And when Jesus sent His disciples out to spread the gospel, the new Christians gathered in churches, and Paul and other apostles wrote letters to some of those groups. John sent his powerful “revelation from Jesus Christ” not to individuals but to “the seven churches in the province of Asia” (Revelation 1:1, 4). God calls individuals, but He always calls them to meet together in groups.

some spiritual benefits of going to church

Why go to church? Well, why do we gather at sports events, concerts, birthday parties, weddings, and even funerals? Each of these “gathering” opportunities satisfies something within us—and being part of a church even more so. Here are some real benefits of attending church regularly:

You’ll know you’re not alone. You don’t need me to tell you that being a Christ-honoring person in today’s society is often a lonely journey. At the end of a soul-bruising week, how wonderful it is to gather for mutual encouragement with others who believe the way you do.

You’re part of a support system. I’m a pastor, and if I had one bit of advice to give people who are facing chronic challenges—single moms, for example—I’d tell them to get connected with a church. Go every week. Get there a bit early (that’s when you’ll meet the “core saints”), and linger afterward. Enroll your kids in Bible classes. Get to know people, and let them get to know you. Gradually, you’ll become part of a group of people who will have your back.

You’ll thrive under the mentoring of others. Everybody’s human, right? Nobody’s perfect. But in a church, you’ll find some people who handle discouragement, conflict, and crisis better than you might. I’ve actually made it a practice to keep an eye out for people who are delightfully diplomatic, so I can copy their behavior and make it my own. Others know how to listen well, and that’s a valuable art to learn. Still others are experts at cheerful, kind confrontation, and I try to remember the ways they defuse tensions without starting fights or getting steamrolled.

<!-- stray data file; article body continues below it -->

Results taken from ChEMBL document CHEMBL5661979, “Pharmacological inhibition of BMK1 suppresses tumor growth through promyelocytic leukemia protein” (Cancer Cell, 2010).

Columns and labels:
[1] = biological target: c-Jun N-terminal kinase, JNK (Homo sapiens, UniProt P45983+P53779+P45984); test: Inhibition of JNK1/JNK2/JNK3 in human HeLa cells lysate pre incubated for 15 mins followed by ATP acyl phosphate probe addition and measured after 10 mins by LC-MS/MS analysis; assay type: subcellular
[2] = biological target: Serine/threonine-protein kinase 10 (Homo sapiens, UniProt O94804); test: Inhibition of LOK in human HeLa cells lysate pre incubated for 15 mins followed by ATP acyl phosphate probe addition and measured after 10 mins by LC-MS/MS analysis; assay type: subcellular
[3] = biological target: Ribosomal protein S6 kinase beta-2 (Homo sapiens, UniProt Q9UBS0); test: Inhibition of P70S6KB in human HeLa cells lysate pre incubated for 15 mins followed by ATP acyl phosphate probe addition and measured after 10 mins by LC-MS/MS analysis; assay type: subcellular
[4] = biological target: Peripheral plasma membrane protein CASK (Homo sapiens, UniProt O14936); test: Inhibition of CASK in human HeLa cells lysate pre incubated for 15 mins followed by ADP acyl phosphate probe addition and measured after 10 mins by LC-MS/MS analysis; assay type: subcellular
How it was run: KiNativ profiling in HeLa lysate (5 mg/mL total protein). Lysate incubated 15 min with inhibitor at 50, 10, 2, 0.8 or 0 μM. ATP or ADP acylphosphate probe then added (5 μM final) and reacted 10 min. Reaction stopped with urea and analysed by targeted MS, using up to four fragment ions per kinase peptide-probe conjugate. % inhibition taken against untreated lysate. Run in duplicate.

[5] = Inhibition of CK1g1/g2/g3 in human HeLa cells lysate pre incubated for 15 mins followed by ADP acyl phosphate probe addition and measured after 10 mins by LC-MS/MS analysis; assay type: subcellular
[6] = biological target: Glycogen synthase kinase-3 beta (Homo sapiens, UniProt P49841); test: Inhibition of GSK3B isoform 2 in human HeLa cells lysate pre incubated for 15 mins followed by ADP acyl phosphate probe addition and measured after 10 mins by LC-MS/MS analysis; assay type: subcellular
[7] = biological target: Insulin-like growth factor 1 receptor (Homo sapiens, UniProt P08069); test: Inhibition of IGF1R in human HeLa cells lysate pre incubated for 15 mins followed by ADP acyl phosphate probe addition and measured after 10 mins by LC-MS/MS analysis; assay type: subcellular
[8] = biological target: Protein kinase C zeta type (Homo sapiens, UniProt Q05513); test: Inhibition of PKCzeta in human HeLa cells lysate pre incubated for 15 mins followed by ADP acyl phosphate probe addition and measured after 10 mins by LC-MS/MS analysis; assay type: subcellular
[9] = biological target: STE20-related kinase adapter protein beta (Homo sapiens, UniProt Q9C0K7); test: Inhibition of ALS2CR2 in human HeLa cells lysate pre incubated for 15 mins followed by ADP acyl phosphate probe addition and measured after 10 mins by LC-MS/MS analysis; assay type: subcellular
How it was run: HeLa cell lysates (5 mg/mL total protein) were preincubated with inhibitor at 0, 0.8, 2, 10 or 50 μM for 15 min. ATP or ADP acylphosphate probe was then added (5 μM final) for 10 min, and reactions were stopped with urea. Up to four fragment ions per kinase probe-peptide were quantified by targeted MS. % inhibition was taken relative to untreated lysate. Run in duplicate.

You’ll learn stories of others’ spiritual journeys. For an absolute heart lift, you can’t beat hearing someone share the true, humble story of his or her conversion. When I conduct baptisms in my church, I always ask those who will be baptized to be prepared to tell the story of how the Lord brought them to this day. It’s always the highlight of the morning.

You’ll gain a better picture of god. Let’s face it, good or bad, we get our first view of what God is like from our parents. If Dad is a tyrant, God will seem like a tyrant. If Dad is absent, God will seem absent. But when you get to know other people at church whose life stories give us better views of God, you’ll gradually learn to relax into His love.

You’ll get a chance to use your talents to serve. Are you good with kids? As a Bible class teacher, you’ll change the lives of many youngsters as they learn about Jesus from someone who likes them. Are you good with numbers? Eventually, after several years of showing people you’re trustworthy, you might end up as a church treasurer. Are you good at yard work? The church campus will blossom (literally) under your ministrations. Do you sing or play the piano? Guess what: You’re needed!

Do you like to help people? Any congregation could begin a free-clothing ministry, starting small at first. Like to cook? You might end up organizing potluck teams if you’re also a leader. Do you love to pray? Join the prayer team, and eventually, take a turn at leading. Let me share with you a staggeringly powerful secret: using your talents to serve people will make going to church a joy.

Your Savior, the Nazareth Woodworker, was a server and servant. Let’s listen as He reads more of the passage from Isaiah “The Spirit of the Lord is on me, because he has anointed me to proclaim good news to the poor. He has sent me to proclaim freedom for the prisoners and recovery of sight for the blind, to set the oppressed free, to proclaim the year of the Lord’s favor” (Luke 4:18, 19).

Jesus went to church—both to serve others and to let them serve Him. And He invites you to join Him and the others He has gathered there!

Maylan Schurch is pastor of the Bellevue Seventh-day Adventist Church in Bellevue, Washington. He is a frequent contributor to Signs of the Times®.

Jesus Went to Church

by Maylan Schurch
  
From the January 2021 Signs